Police named the officer involved in the shooting of Ferguson teenager Michael Brown on Friday, then released documents containing a bombshell: The 18-year-old was the "primary suspect" in the robbery of a convenience store moments before he was killed.
Officer Darren Wilson, a six-year veteran of the department, was responding to that call when he encountered Brown, police Chief Thomas Jackson told reporters.
According to the documents, Brown roughly handled a clerk trying to stop him before walking out of the store with a box of Swisher Sweets cigars.
The unidentified police officer who wrote the incident report on the robbery said he identified Brown by comparing surveillance images of the incident to the body of the slain teen.
The claim immediately met with skepticism among some in the community, who have accused Ferguson police of attempting a cover-up to protect the officer.
One resident interviewed by CNN said police are "tarnishing this young man's name."
"Anyone could walk in the store and they could get surveillance and take a picture," the woman said. "I don't see that he's robbing the store. I just see a picture of a young man."
On Twitter, community members and activists expressed disappointment and outrage.
"How can they not release info on the shooting but link #MikeBrown to robbery. Shame on them," @NafisMWhite tweeted.
The release of Wilson's name satisfied a key demand of protesters and critics of the handling of the case by the suburban St. Louis police department and St. Louis County investigators handling the probe.
But, especially in light of the robbery allegations, the release of Wilson's name is unlikely to quell protests in the city and elsewhere over the death of an unarmed African-American man at the hands of a police officer.
A key complaint of protesters has been that witnesses say the officer shot Brown as he stood with his hands in the air.
Police have said the shooting occurred during a struggle for the officer's gun.
Missouri Gov. Jay Nixon, who had earlier put the State Highway Patrol in charge of protest security after a series of tense clashes between local police and protesters, applauded the release of the new details.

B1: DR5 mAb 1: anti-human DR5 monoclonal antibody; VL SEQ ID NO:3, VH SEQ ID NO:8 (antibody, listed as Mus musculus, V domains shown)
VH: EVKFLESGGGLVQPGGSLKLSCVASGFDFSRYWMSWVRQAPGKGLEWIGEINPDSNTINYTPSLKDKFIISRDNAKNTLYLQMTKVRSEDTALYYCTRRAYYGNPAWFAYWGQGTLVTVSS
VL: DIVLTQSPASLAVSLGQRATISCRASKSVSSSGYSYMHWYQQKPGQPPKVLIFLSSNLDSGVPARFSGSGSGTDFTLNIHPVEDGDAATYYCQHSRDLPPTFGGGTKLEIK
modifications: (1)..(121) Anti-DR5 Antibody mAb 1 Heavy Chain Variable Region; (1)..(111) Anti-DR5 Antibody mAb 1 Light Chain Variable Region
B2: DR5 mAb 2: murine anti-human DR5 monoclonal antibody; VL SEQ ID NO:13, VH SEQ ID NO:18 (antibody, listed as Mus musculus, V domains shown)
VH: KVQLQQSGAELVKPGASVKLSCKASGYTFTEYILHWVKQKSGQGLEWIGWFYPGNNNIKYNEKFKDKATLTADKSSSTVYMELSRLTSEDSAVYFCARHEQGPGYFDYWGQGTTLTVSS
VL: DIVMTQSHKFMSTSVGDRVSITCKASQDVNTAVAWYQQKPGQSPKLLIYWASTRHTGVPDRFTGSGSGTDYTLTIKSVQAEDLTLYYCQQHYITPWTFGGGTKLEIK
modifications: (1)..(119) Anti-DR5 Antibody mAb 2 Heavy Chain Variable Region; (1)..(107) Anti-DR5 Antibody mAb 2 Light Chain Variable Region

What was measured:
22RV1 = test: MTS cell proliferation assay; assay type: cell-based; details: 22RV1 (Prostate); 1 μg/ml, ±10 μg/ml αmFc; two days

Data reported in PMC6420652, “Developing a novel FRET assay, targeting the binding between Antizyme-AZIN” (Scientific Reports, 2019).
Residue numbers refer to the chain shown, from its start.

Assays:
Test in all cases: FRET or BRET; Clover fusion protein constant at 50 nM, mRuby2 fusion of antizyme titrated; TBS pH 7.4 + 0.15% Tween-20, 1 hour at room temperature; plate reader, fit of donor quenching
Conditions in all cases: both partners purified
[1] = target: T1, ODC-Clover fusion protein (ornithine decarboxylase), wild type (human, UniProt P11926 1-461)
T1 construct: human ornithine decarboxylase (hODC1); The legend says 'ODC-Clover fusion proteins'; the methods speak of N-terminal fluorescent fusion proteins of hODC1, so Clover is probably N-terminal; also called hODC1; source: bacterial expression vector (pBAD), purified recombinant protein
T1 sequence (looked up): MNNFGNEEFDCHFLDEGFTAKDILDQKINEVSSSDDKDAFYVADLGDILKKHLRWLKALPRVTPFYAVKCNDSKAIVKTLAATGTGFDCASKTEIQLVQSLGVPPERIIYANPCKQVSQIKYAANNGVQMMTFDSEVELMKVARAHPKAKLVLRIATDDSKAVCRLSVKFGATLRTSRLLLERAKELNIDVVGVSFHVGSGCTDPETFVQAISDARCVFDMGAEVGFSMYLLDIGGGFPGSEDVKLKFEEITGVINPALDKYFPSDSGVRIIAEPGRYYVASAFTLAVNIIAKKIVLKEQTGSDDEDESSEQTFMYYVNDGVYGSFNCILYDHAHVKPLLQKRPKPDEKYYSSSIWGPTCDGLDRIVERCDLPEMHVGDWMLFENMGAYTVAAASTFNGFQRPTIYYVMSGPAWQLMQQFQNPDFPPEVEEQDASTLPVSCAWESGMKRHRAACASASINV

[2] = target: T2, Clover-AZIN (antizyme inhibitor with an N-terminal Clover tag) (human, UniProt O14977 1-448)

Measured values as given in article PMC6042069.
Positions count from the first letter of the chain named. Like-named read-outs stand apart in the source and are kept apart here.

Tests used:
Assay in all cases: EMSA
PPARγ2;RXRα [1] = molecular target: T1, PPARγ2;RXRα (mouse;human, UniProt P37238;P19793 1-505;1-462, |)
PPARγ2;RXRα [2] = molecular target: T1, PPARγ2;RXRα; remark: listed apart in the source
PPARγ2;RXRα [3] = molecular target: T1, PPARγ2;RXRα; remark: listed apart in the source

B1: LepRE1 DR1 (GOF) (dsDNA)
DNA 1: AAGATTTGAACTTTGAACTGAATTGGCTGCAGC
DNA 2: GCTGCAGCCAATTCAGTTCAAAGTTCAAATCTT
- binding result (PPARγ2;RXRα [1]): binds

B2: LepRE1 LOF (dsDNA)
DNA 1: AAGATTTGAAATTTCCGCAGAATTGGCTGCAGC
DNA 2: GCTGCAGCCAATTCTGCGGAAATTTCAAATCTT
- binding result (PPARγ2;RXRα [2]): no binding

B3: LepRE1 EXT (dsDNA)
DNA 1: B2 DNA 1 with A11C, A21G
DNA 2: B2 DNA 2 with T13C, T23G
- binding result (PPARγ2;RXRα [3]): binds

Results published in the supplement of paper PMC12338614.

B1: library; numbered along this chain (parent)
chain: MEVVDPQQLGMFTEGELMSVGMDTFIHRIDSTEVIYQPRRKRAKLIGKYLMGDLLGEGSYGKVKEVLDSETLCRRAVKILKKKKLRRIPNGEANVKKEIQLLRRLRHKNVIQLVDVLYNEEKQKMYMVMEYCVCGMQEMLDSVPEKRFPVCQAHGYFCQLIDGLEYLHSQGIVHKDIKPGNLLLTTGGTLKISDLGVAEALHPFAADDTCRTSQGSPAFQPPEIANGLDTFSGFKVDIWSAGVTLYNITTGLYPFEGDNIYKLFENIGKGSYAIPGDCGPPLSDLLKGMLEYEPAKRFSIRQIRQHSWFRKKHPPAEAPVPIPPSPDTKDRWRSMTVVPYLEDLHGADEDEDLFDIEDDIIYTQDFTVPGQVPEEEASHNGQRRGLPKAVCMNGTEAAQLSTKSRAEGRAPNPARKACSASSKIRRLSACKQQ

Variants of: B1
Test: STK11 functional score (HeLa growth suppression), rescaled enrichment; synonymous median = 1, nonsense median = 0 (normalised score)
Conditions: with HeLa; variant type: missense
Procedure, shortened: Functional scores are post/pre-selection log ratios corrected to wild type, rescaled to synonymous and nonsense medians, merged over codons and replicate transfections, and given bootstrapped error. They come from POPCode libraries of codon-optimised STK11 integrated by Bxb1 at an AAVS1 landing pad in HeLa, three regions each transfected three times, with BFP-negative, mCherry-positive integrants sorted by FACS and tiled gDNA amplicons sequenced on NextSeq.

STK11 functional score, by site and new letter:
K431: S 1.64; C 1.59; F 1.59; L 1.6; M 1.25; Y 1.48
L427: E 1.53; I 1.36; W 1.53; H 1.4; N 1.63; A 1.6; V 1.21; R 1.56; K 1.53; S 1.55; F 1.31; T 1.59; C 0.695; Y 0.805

"I'm pleased that the people of Ferguson and the region began to get some long-overdue information today, and I will continue to call for openness and transparency as the parallel investigations into this tragedy proceed to their necessary conclusions," he said in a statement.
"For the sake of the family, the citizens of Ferguson and the entire region, it is vital that the investigations into the shooting death of Michael Brown move forward in a thorough, open and transparent manner to ensure that trust is restored and justice is done," he said.
According to a timeline offered by Jackson, Wilson encountered Brown 10 minutes after the report of a robbery at a nearby convenience store.
According to police documents, video surveillance images from the store show a man said to be Brown manhandling a store employee, towering over him and "appearing to intimidate him" before walking out with the box of cigars.
Neither Jackson nor the documents elaborated on what happened when Wilson and Brown met up on the street.
Police have previously said that Brown and the officer wrestled while the officer was still in his cruiser, and that Brown was trying to get the officer's weapon.
Witnesses have told CNN that the two did tussle at the cruiser window, but it didn't look like Brown was trying to get at the officer.
"It looked as if Michael was pushing off and the cop was trying to pull him in," Tiffany Mitchell told CNN on Wednesday night.
Neither Mitchell nor co-worker Piaget Crenshaw say they saw Brown enter the vehicle.
Instead, a shot went off, then the teen broke free, and the officer got out of the vehicle in pursuit, the women said.
"I saw the police chase him ... down the street and shoot him down," Crenshaw said. Brown ran about 20 feet.
A new tone
Protests over Brown's killing were peaceful Thursday night after several days of tense encounters between protesters and police.
On Wednesday, police, backed by armored personnel carriers, fired tear gas and rubber bullets at protesters in a widely criticized effort at crowd control.
"Last night was a great night, a great night," Capt. Ron Johnson said Friday. There were no arrests, he said.
He promised to do his part to keep the calm, using his now signature smile and hugs for protesters.
"In our anger, we need to make sure we don't burn down our own house," he said.
Nixon and President Barack Obama have called for peace from all sides and respect for the rights of protesters and the press. Police briefly detained two reporters Wednesday and Al Jazeera America said police fired tear gas and rubber bullets at their camera position.
"There is never an excuse for violence against police or for those who would use this tragedy as a cover for vandalism
or looting," Obama said Thursday. "There is also no excuse for police to use excessive force against peaceful protests or to throw protesters in jail for lawfully exercising their First Amendment rights."
Hundreds gathered Thursday in Los Angeles and New York to demand justice for Brown.
The Los Angeles protests included commemoration for Ezell Ford, an African-American youth recently killed there. In New York, police formed a line to halt the march, CNN affiliate WABC reported.
They told the crowd to disperse and arrested a few people.